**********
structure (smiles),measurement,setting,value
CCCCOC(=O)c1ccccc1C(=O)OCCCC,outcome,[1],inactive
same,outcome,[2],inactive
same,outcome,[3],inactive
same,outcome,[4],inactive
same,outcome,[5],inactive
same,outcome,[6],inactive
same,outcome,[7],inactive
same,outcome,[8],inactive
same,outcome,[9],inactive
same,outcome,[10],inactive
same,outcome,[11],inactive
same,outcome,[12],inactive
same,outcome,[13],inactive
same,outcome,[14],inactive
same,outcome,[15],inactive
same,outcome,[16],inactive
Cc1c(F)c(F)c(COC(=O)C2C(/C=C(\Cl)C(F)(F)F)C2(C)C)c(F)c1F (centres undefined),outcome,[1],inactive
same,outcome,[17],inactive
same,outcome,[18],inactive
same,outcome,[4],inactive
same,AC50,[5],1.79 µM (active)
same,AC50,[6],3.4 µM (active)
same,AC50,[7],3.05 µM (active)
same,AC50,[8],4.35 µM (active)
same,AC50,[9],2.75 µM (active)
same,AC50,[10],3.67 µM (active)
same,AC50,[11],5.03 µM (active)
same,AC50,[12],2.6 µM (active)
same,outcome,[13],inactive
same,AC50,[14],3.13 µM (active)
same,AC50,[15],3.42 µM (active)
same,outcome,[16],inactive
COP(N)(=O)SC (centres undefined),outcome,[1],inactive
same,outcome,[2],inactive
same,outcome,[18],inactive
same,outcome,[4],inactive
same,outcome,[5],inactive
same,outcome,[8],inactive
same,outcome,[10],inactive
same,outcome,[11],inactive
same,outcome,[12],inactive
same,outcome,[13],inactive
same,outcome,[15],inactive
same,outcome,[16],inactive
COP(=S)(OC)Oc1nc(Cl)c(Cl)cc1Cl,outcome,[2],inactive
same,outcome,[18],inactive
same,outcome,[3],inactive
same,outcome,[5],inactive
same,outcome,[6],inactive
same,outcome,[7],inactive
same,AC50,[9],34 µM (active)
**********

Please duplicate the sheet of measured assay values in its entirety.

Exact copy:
structure (smiles),measurement,setting,value
CCCCOC(=O)c1ccccc1C(=O)OCCCC,outcome,[1],inactive
same,outcome,[2],inactive
same,outcome,[3],inactive
same,outcome,[4],inactive
same,outcome,[5],inactive
same,outcome,[6],inactive
same,outcome,[7],inactive
same,outcome,[8],inactive
same,outcome,[9],inactive
same,outcome,[10],inactive
same,outcome,[11],inactive
same,outcome,[12],inactive
same,outcome,[13],inactive
same,outcome,[14],inactive
same,outcome,[15],inactive
same,outcome,[16],inactive
Cc1c(F)c(F)c(COC(=O)C2C(/C=C(\Cl)C(F)(F)F)C2(C)C)c(F)c1F (centres undefined),outcome,[1],inactive
same,outcome,[17],inactive
same,outcome,[18],inactive
same,outcome,[4],inactive
same,AC50,[5],1.79 µM (active)
same,AC50,[6],3.4 µM (active)
same,AC50,[7],3.05 µM (active)
same,AC50,[8],4.35 µM (active)
same,AC50,[9],2.75 µM (active)
same,AC50,[10],3.67 µM (active)
same,AC50,[11],5.03 µM (active)
same,AC50,[12],2.6 µM (active)
same,outcome,[13],inactive
same,AC50,[14],3.13 µM (active)
same,AC50,[15],3.42 µM (active)
same,outcome,[16],inactive
COP(N)(=O)SC (centres undefined),outcome,[1],inactive
same,outcome,[2],inactive
same,outcome,[18],inactive
same,outcome,[4],inactive
same,outcome,[5],inactive
same,outcome,[8],inactive
same,outcome,[10],inactive
same,outcome,[11],inactive
same,outcome,[12],inactive
same,outcome,[13],inactive
same,outcome,[15],inactive
same,outcome,[16],inactive
COP(=S)(OC)Oc1nc(Cl)c(Cl)cc1Cl,outcome,[2],inactive
same,outcome,[18],inactive
same,outcome,[3],inactive
same,outcome,[5],inactive
same,outcome,[6],inactive
same,outcome,[7],inactive
same,AC50,[9],34 µM (active)